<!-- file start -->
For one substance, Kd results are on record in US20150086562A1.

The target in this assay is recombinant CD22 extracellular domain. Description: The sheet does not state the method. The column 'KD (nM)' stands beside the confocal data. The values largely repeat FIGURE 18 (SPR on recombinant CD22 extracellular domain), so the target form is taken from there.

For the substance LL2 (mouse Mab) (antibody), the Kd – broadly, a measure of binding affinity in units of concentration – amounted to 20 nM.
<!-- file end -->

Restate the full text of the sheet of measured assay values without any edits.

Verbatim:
For one substance, Kd results are on record in US20150086562A1.

The target in this assay is recombinant CD22 extracellular domain. Description: The sheet does not state the method. The column 'KD (nM)' stands beside the confocal data. The values largely repeat FIGURE 18 (SPR on recombinant CD22 extracellular domain), so the target form is taken from there.

For the substance LL2 (mouse Mab) (antibody), the Kd – broadly, a measure of binding affinity in units of concentration – amounted to 20 nM.